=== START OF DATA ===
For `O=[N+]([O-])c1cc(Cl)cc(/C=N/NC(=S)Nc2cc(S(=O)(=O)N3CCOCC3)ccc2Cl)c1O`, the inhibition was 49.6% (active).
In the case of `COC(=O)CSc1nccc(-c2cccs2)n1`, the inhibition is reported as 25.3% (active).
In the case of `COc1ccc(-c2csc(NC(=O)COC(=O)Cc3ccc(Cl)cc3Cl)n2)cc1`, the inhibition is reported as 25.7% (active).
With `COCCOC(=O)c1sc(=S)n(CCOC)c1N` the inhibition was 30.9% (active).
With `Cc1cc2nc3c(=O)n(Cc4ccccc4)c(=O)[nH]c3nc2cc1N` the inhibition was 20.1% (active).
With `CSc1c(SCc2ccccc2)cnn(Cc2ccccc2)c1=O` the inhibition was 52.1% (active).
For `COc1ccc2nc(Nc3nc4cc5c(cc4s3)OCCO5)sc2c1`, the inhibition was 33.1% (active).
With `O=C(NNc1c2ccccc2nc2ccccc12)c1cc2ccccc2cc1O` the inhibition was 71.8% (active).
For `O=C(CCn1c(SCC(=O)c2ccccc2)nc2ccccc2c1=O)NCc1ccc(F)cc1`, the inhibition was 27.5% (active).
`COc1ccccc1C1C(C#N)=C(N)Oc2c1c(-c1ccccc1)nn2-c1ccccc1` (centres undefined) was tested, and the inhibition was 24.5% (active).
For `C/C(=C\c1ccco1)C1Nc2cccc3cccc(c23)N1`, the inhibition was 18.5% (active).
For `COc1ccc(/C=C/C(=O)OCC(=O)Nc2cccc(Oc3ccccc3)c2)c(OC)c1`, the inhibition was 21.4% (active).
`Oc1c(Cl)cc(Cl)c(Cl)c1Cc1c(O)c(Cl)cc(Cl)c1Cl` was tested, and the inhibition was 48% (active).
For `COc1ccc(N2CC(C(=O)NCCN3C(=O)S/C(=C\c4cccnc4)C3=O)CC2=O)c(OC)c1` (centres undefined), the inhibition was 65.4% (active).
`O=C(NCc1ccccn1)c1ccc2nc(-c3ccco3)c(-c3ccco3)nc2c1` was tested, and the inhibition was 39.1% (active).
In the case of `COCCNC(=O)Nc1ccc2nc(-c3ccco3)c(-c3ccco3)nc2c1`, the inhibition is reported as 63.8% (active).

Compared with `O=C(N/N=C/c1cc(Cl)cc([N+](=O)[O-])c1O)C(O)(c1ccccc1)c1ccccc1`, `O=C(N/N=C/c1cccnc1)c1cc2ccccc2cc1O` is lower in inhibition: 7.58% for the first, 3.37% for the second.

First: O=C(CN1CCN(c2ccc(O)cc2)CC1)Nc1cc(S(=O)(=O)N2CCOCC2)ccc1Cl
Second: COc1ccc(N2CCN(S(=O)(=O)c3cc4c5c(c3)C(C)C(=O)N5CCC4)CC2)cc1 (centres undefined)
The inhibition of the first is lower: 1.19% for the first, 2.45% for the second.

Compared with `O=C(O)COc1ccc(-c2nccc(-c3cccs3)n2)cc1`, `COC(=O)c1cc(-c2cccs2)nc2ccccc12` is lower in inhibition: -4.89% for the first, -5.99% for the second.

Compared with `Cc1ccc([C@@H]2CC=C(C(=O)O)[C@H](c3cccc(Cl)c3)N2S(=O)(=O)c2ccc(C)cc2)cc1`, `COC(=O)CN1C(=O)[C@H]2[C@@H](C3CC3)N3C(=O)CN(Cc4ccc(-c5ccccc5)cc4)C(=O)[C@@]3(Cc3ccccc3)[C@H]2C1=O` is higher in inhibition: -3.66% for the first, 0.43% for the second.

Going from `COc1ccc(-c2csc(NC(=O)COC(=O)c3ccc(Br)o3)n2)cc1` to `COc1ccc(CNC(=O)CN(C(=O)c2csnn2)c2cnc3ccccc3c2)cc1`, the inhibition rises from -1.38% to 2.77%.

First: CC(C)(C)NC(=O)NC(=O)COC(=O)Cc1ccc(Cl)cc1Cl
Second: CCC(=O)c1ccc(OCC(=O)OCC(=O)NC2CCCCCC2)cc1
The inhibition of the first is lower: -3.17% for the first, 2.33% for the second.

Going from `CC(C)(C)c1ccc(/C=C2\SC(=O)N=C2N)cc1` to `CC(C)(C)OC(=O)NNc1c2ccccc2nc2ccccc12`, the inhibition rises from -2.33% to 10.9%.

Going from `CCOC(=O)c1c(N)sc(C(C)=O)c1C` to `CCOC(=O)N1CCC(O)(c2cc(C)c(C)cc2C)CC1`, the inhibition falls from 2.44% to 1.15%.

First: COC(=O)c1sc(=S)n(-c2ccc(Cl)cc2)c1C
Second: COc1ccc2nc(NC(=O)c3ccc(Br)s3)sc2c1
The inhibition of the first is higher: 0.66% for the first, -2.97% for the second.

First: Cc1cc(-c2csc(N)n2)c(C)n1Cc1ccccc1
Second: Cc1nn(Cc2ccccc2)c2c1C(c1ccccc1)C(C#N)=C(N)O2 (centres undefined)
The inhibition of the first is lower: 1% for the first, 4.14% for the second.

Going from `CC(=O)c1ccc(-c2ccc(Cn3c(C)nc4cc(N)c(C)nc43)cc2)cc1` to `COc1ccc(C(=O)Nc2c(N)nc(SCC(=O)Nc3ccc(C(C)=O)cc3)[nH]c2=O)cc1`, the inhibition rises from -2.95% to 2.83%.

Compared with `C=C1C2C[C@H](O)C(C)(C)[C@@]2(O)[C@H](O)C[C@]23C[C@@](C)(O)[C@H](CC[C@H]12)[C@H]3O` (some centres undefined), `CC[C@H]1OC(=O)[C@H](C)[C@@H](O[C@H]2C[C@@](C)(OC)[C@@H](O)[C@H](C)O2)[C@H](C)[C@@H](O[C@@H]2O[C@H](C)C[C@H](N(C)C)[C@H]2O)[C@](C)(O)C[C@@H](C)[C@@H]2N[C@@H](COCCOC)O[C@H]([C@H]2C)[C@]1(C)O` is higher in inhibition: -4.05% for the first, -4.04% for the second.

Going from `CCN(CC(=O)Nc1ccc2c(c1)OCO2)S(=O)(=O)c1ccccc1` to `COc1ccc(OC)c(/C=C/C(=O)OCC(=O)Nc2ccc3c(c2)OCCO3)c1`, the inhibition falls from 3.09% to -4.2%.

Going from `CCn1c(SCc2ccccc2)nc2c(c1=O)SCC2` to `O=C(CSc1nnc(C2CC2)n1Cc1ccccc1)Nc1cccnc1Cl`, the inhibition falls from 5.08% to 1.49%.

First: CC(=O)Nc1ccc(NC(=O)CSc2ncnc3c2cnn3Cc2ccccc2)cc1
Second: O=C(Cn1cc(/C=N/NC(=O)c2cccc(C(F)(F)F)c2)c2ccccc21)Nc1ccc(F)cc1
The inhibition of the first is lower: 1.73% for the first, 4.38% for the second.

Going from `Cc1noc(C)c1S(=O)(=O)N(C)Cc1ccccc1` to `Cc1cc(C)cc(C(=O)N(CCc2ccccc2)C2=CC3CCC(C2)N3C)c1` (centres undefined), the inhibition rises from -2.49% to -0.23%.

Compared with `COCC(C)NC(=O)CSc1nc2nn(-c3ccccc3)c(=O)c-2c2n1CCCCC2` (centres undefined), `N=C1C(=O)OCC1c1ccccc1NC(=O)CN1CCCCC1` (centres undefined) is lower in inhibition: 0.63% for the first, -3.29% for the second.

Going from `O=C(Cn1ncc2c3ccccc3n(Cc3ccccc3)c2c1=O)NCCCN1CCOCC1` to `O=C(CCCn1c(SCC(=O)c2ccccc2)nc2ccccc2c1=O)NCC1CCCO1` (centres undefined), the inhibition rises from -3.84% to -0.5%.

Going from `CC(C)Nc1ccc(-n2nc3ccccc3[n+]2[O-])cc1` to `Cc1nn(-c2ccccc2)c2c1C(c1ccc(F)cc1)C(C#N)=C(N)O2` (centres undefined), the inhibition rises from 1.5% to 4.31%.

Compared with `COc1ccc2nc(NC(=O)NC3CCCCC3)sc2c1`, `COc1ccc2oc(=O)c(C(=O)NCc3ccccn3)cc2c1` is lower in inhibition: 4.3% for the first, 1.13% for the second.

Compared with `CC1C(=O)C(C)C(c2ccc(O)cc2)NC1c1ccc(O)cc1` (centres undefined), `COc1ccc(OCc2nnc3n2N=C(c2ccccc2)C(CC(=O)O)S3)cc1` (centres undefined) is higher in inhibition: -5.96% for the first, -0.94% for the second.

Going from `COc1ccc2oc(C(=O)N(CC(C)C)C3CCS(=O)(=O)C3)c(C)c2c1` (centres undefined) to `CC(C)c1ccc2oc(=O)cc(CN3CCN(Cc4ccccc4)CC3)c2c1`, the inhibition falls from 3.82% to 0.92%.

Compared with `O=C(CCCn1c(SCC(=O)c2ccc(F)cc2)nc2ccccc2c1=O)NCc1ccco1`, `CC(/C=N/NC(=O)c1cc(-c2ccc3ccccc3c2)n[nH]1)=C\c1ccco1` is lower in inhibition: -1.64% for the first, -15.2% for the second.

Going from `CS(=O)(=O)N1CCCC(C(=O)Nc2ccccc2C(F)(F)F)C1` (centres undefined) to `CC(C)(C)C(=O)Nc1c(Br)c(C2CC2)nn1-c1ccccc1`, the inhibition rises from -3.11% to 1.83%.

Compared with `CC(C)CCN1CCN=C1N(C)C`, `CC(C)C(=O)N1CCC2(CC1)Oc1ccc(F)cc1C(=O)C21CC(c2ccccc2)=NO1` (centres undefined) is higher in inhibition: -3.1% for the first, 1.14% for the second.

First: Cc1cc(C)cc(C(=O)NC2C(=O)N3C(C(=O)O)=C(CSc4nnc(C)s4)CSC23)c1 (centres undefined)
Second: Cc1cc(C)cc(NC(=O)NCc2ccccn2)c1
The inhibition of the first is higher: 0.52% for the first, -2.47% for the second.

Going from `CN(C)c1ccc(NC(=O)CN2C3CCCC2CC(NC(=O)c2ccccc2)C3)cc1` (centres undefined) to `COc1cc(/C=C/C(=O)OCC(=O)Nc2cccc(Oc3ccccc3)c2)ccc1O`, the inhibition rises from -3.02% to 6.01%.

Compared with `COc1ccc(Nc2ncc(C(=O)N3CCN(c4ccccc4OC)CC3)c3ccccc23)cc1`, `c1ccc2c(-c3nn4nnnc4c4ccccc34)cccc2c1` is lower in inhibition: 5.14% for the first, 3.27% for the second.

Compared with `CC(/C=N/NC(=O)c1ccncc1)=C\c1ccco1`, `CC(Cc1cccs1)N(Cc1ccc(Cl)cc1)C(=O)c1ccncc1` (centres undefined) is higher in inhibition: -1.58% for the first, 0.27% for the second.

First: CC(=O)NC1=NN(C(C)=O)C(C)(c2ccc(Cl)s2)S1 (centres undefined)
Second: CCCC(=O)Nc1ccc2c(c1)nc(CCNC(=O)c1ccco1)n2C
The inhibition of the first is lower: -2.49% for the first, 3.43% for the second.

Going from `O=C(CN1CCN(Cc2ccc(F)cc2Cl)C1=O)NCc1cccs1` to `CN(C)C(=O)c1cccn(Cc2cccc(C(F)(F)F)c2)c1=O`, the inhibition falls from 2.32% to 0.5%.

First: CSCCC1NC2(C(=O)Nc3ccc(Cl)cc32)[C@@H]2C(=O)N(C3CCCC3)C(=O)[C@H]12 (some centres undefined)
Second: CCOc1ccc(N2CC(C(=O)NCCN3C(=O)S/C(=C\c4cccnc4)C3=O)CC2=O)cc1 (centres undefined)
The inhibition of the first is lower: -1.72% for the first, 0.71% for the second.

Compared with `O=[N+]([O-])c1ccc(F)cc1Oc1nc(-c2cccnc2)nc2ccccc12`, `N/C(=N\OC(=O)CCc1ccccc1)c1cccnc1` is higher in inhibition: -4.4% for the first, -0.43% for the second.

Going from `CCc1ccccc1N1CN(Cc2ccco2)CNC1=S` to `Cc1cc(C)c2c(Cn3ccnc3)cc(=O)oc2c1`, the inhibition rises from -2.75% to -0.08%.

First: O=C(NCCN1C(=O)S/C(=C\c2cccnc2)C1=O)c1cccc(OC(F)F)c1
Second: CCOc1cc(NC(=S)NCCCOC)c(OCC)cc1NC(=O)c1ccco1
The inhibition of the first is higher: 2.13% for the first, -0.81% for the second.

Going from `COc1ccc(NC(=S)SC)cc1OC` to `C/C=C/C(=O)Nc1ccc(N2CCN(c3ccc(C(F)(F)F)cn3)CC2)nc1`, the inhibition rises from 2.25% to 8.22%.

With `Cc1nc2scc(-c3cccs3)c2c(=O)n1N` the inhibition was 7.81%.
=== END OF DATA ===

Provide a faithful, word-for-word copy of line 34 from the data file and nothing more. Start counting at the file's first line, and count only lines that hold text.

The inhibition of the first is lower: 1% for the first, 4.14% for the second.